Microbubbles or sea foam are Solar Radiation Management technologies that that aim to reflect more sunlight back into space by making ocean and other water bodies’ surfaces more reflective (i.e., increasing their albedo). This could be achieved by creating tiny microbubbles in surface waters, or by spreading chemical foaming agents, kept buoyant by latex or other materials, across the surface of the Earth’s seas and other large bodies of water. Beyond disrupting the flux of light for ocean life, foams may reduce oxygen to the upper layers of the ocean, negatively affecting biodiversity.
Russell Seitz, a geoengineering physicist at Harvard, has gained attention1 for his “bright water” albedo proposals2 that aim to cool the planet by pumping tiny microbubbles into the oceans to thicken natural sea forms and increase ocean surface reflectivity. Seitz is pushing ahead with a microbubbles business start-up and research on this technique has focused more on the mechanical aspects (e.g. how to make the bubbles last a long time, whether to add latex or polystyrene, how they will be generated) than the biological or systemic implications of the technology.
Research has also been conducted at the University of Leeds in the UK into brightening ship wakes, which could be achieved by adding chemical “surfactants” that would make the microbubbles created by the ships last for weeks.3
Impacts of the technology
Deploying microbubbles or sea foam at the scale required to impact the climate could disrupt the entire basis of ocean and freshwater life, which is dependent on access to light, from phytoplankton to dolphins.4 The microbubbles approach would also reduce oxygen in the upper layers of the ocean, where most fish and other species live. The effects of bubble clouds on oceanic life, both in terms of temperature and sunlight changes, are unknown.
A cooler ocean will also absorb CO2 more efficiently, enhancing ocean acidification. Bubble clouds would change oceanic circulation and cause unexpected or unusual evaporation, which would in turn affect atmospheric heating and circulation. This would also raise questions about the possibility of regional climate control, with potential unilateral deployment and even using the technology as a weapon.5
The potential impacts of microbubbles on human society was highlighted by research conducted by the Integrated Assessment of Geoengineering Proposals. Through modelling exercises, it found that geoengineering with ocean microbubbles could affect 2 billion people through regional weather changes and extreme events such as floods and droughts.6
The ship wake brightening theory described above brings its own potential impacts, as large volumes of unnamed “surfactants” would be added to the oceans in the process. Although the researchers do point out that the surfactants would need to be ecologically benign, and natural surfactants can be derived from phytoplankton and marine processes, these chemicals can also be highly toxic. The BP oil disaster in the Gulf of Mexico in 2011 is an example: the oil dispersant BP used was a mixture of two surfactants, which they claimed were safe, and the US Environmental Protection Agency didn’t require any safety testing prior to use. A record 1.8 million gallons were used to disperse the oil, and it potentially killed more sea life than the oil would have destroyed by itself.7 This illustrates what “technofixes” of this kind could mean in practice, especially if put in the hands of irresponsible companies, or unscrupulous government agencies.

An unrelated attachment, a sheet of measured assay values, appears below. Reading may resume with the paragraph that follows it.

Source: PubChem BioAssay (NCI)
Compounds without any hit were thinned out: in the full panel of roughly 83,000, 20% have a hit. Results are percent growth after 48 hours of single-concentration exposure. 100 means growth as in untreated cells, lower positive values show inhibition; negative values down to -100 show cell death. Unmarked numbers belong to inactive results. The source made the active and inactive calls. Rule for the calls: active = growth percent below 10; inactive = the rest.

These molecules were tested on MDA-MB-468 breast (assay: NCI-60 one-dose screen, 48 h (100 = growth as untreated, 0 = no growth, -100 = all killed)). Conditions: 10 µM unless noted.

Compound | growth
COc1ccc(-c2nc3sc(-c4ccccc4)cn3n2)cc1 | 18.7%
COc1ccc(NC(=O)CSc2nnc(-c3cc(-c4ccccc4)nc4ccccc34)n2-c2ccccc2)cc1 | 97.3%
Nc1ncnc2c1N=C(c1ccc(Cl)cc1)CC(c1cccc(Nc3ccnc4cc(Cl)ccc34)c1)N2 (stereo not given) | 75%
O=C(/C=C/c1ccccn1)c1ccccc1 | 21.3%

Another issue unique to the ship wake approach is that there are far more shipping movements in the Northern Hemisphere than the Southern, resulting in a very uneven distribution of microbubbles. This imbalance would need to be addressed, perhaps through even more ships burning diesel in the southern oceans?
Research into this technique has so far been limited to lab experiments and modelling.
Geongineeringmonitor.org: Using ship wakes to fight climate change? Time to anchor climate research to common sense. http://www.geoengineeringmonitor.org/2016/03/using-ship-wakes-to-fight-climate-change-time-to-anchor-climate-research-to-common-sense/
The Guardian: Reflecting sunlight into space has terrifying consequences, say scientists. https://www.theguardian.com/environment/2014/nov/26/geoengineering-could-offer-solution-last-resort-climate-change
ETC Group and Heinrich Böll Foundation, “Geoengineering Map.” map.geoengineeringmonitor.org
The Big Bad Fix: The Case Against Climate Geoengineering, http://etcgroup.org/content/big-bad-fix
1. Julia Calderone, “Bill Nye says bubbling air into Earth’s oceans might save the planet from ourselves,” Business Insider, 2015, http://www.businessinsider.com/bill-nye-climate-change-geoengineering-2015-11
2. Russell Seitz, “Bright Water,” Harvard University, 2010, https://arxiv.org/pdf/1010.5823.pdf
3. Julia Crook et al., “Can increasing albedo of existing ship wakes reduce climate change?” J. Geophys. Res. Atmos., Vol. 121, 2016, pp. 1549–1558
4. Extreme Planet Blog, “Brighten the Water: Proceed with Caution,” Climate Central, 2011,
http://www.climatecentral.org/blogs/brighten-the-water-proceed-with-caution. See also John Morgan, “Low intensity geoengineering – microbubbles and microspheres,” Brave New Climate, 2011, https://bravenewclimate.com/2011/10/08/low-intensity-geoengineering-microbubbles-and-microspheres/
Alan Robock, “Bubble, bubble, toil and trouble,” Climatic Change, Vol. 105, 2011, pp. 383–385
5. Damian Carrington, “Reflecting sunlight into space has terrifying consequences, say scientists”, The Guardian, 2014, https://www.theguardian.com/environment/2014/nov/26/geoengineering-could-offer-solution-last-resort-climate-change
6. Kate Sheppard, “BP’s Bad Breakup: How Toxic Is Corexit?” Mother Jones, 2010, http://www.motherjones.com/environment/2010/08/bp-ocean-dispersant-corexit/